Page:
POTS: An Overview

Frances Gatta Medical Conditions, POTS

Postural orthostatic tachycardia syndrome (POTS) is a chronic multi-system disorder in which heart rate rapidly increases when a person stands up.

This condition affects about 500,000 to 1,000,000 people in the United States. Although not life-threatening, POTS can be disabling and impact a person’s functioning.

At this point in time, POTS doesn’t have a cure. But with an accurate diagnosis and appropriate treatment plan, symptoms become more manageable. 

Here’s what you need to know about POTS:

What is POTS?

Postural orthostatic tachycardia syndrome (POTS) is a disorder of the autonomic nervous system, the part of the nervous system that regulates processes like heart rate, blood pressure, and breathing. In this disorder, when a person stands up, their heart rate rapidly increases, often leaving that person feeling weak and lightheaded.

Typically, when someone goes from laying down to standing up, blood moves away from the chest to the lower parts of the body. In those who don’t have POTS, the autonomic nervous system ensures that the body adjusts to this shift by signaling the blood vessels to tighten so that blood can continue flowing to the heart and brain. Heart rate may still increase, but only by around 10 to 30 beats before returning to normal.

However, this autonomic nervous system response is impaired in those with POTS. Because of this, when standing up, blood pulls down to the lower parts of the body without circulating properly to the heart and brain. As a result, that person may experience brain fog, dizziness, or weakness when upright and will only feel better when they lie back down.

For a person to be diagnosed with POTS, all of these criteria must be present:

  • Heart rate increase of ≥ 30 beats/minute for people older than 20 and ≥ 40 beats/minute for those below 20 within 10 minutes of standing up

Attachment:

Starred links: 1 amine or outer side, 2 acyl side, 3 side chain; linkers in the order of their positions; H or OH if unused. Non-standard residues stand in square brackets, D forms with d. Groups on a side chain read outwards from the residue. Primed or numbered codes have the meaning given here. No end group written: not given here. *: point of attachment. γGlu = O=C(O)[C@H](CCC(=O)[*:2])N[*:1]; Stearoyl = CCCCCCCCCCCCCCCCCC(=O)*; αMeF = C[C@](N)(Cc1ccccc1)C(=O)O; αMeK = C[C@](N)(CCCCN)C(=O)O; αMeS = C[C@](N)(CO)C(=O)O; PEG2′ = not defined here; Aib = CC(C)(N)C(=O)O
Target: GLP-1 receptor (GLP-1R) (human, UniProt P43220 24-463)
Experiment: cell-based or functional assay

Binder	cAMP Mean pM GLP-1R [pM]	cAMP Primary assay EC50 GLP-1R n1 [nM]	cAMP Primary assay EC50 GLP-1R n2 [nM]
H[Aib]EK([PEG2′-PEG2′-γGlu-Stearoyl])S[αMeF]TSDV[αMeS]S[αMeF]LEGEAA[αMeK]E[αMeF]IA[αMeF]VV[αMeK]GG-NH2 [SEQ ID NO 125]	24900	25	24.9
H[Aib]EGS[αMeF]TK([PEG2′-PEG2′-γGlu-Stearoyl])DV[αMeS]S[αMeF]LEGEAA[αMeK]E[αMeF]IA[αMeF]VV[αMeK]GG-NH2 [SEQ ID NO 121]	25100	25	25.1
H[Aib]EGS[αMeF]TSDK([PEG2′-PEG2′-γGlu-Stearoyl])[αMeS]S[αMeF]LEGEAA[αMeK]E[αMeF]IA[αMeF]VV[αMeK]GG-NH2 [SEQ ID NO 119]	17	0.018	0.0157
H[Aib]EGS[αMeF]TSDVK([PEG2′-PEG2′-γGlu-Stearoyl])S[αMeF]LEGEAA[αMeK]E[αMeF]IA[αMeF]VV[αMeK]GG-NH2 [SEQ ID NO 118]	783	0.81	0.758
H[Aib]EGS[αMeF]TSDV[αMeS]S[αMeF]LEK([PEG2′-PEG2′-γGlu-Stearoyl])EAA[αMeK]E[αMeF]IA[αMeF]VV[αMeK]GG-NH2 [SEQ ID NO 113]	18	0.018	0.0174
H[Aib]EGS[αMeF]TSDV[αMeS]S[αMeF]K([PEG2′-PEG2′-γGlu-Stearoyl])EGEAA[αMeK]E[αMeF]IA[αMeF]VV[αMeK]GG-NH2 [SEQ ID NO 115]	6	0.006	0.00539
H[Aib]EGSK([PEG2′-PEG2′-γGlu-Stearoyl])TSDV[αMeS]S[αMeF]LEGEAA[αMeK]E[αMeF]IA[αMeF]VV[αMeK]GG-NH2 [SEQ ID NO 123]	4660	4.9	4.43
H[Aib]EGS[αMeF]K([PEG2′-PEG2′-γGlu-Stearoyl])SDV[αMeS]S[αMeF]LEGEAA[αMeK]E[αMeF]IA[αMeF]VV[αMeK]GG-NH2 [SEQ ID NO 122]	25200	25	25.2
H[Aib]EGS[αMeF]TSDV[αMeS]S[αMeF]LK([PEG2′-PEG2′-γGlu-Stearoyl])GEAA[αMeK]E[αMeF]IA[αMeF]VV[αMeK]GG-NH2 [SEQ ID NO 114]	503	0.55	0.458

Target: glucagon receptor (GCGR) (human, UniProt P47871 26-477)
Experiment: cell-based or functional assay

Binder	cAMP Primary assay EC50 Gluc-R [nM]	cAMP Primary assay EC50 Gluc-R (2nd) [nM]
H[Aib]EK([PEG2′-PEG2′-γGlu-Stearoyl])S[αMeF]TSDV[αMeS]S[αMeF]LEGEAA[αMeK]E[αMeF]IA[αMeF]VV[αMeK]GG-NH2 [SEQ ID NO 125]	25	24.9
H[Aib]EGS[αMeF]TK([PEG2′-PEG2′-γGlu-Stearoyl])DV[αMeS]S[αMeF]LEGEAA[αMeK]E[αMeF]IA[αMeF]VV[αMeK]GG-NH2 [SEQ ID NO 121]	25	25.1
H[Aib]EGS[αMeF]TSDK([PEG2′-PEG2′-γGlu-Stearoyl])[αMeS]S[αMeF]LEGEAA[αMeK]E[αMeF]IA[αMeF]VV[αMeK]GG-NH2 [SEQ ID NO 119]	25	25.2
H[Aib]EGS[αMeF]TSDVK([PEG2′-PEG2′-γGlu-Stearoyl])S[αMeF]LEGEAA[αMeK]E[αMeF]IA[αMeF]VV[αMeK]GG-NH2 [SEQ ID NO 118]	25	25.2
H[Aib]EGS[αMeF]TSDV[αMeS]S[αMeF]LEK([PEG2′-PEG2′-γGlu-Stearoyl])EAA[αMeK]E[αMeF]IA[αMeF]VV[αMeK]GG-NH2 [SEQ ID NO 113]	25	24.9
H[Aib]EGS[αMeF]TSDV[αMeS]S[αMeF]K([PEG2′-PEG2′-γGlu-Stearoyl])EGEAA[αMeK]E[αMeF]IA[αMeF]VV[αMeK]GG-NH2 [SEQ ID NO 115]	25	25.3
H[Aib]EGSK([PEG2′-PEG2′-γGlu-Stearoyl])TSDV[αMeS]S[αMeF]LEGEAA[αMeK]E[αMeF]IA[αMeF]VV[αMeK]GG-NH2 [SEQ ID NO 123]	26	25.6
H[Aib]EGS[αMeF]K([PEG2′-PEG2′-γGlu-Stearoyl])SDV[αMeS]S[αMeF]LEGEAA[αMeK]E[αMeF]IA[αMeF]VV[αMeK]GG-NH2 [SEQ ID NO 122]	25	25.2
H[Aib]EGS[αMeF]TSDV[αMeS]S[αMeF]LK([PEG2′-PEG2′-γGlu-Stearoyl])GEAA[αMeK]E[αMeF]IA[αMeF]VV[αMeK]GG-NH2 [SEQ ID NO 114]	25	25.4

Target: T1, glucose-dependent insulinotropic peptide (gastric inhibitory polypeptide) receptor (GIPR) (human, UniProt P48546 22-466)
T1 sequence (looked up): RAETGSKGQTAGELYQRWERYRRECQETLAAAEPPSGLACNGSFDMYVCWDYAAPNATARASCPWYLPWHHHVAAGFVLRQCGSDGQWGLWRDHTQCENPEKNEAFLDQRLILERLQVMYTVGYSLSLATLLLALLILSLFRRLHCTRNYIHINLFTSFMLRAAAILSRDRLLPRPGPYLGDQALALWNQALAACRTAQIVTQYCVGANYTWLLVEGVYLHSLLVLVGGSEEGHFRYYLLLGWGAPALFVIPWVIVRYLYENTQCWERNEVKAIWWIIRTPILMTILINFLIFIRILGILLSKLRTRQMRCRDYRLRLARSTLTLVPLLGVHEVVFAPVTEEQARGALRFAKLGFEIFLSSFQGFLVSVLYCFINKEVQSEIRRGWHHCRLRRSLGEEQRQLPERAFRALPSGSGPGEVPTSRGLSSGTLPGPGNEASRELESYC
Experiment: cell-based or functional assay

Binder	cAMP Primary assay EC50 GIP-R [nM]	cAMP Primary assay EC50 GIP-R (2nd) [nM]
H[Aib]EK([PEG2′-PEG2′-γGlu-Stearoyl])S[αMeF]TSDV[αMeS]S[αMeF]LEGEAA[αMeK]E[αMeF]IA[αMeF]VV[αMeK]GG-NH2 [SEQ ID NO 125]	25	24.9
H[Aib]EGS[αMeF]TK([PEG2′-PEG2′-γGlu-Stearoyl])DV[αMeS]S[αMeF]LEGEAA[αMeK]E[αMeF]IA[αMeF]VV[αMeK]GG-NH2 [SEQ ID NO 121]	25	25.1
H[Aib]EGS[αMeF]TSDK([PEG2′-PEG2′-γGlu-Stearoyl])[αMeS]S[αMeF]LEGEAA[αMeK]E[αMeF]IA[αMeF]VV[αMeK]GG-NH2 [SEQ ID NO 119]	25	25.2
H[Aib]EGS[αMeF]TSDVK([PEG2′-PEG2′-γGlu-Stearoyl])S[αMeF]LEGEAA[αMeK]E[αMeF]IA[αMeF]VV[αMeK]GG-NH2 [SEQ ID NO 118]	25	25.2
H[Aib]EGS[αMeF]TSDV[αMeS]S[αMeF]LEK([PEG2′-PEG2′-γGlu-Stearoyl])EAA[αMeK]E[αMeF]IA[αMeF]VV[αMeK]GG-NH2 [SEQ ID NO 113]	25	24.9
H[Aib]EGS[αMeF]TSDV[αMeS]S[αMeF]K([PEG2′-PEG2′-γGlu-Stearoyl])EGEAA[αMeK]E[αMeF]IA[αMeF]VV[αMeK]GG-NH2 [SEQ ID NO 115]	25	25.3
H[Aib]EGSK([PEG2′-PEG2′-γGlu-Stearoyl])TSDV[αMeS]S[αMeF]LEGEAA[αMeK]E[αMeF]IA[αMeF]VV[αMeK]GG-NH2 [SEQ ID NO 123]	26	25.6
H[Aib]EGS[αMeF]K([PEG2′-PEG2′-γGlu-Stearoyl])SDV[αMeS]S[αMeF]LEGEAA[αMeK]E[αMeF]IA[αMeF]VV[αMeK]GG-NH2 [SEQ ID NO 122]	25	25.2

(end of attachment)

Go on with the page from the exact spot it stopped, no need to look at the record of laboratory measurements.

• No significant drop in blood pressure from standing up (orthostatic hypotension; >20 mm Hg drop in systolic blood pressure)
  • Symptoms like lightheadedness, palpitations, weakness, blurred vision, tremors, exercise intolerance, and fatigue when upright
  • Symptoms must persist for at least three months
  • Absence of other conditions that cause increased heart rate

How Common is POTS?

POTS affects about 0.2% of the world’s population, occurring in an estimated 500,000 to 1,000,000 people in the US. 

Anyone can develop POTS, but 75 to 80 percent of POTS cases are among women between 15 to 50.

Types of POTS

It’s still unclear what the exact cause of POTS is, but researchers have proposed different causes grouped into subtypes of POTS. These subtypes are characterized by abnormal increases in heart rate (tachycardia). Note that it is also possible for an individual to have more than one type of POTS at a time.

Here are the types of POTS:

  1. Neuropathic POTS: This is the most common type of POTS. Here, the small fiber nerves that control the constriction of blood vessels in the legs and abdomen don’t function properly.
  2. Hyperadrenergic POTS: This subtype is present in 30 to 60 percent of POTS cases. People with this subtype show elevated norepinephrine levels, a stress hormone. as well as symptoms such as tremors, high blood pressure, palpitations, anxiety, and tachycardia.
  3. Hypovolemic POTS: People with Hypovolemic POTS show low blood levels. This subtype exists in about 70 percent of POTS cases.
  4. Autoimmune: Researchers suggest that autonomic dysfunction in this subtype may be linked to autoimmune disorders like lupus, rheumatoid arthritis, and Sjogren’s syndrome.
  5. Deconditioning: Those with POTS often experience deconditioning, bodily changes that result in loss of physical strength or energy after long periods of inactivity. It’s unclear to researchers whether deconditioning causes POTS or if POTS results from deconditioning. 

What are the Symptoms of POTS?

POTS symptoms vary from person-to-person and can be classified into two groups: cardiac and non-cardiac symptoms.

Cardiac symptoms include:

  • Palpitations
  • Chest pain
  • Lightheadedness
  • Chest pain
  • Shortness of breath
  • Fainting

Non-cardiac symptoms include:

  • Exercise intolerance
  • Fatigue
  • Weakness
  • Brain Fog
  • Headaches
  • Tremors
  • Excessive sweating
  • Poor concentration
  • Abdominal pain
  • Poor sleep
  • Nausea
  • Bladder complaints
  • Vomiting
  • Blurry or tunneled vision

Who is at Risk for POTS?